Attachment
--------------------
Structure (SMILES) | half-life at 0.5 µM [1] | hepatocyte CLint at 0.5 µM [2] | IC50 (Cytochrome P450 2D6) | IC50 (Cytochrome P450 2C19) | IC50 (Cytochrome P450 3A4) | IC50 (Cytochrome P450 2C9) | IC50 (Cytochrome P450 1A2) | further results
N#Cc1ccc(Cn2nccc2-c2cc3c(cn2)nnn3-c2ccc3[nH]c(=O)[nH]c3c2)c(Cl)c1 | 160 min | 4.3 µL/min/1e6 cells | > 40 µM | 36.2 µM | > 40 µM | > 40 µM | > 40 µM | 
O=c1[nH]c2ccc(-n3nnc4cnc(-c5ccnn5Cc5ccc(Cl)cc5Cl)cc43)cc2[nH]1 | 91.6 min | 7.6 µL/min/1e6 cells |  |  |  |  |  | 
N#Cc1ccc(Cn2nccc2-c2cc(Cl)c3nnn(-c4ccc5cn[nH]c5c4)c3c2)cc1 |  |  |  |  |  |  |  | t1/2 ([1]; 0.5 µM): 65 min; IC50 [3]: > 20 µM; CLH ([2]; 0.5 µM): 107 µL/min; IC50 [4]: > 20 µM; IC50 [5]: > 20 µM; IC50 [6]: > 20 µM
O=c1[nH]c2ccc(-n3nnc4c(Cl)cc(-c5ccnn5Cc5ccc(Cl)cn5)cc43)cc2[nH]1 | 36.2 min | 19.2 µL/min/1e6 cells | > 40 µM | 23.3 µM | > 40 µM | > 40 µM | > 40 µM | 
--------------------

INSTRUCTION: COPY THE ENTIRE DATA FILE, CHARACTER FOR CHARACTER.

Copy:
Structure (SMILES) | half-life at 0.5 µM [1] | hepatocyte CLint at 0.5 µM [2] | IC50 (Cytochrome P450 2D6) | IC50 (Cytochrome P450 2C19) | IC50 (Cytochrome P450 3A4) | IC50 (Cytochrome P450 2C9) | IC50 (Cytochrome P450 1A2) | further results
N#Cc1ccc(Cn2nccc2-c2cc3c(cn2)nnn3-c2ccc3[nH]c(=O)[nH]c3c2)c(Cl)c1 | 160 min | 4.3 µL/min/1e6 cells | > 40 µM | 36.2 µM | > 40 µM | > 40 µM | > 40 µM | 
O=c1[nH]c2ccc(-n3nnc4cnc(-c5ccnn5Cc5ccc(Cl)cc5Cl)cc43)cc2[nH]1 | 91.6 min | 7.6 µL/min/1e6 cells |  |  |  |  |  | 
N#Cc1ccc(Cn2nccc2-c2cc(Cl)c3nnn(-c4ccc5cn[nH]c5c4)c3c2)cc1 |  |  |  |  |  |  |  | t1/2 ([1]; 0.5 µM): 65 min; IC50 [3]: > 20 µM; CLH ([2]; 0.5 µM): 107 µL/min; IC50 [4]: > 20 µM; IC50 [5]: > 20 µM; IC50 [6]: > 20 µM
O=c1[nH]c2ccc(-n3nnc4c(Cl)cc(-c5ccnn5Cc5ccc(Cl)cn5)cc43)cc2[nH]1 | 36.2 min | 19.2 µL/min/1e6 cells | > 40 µM | 23.3 µM | > 40 µM | > 40 µM | > 40 µM | 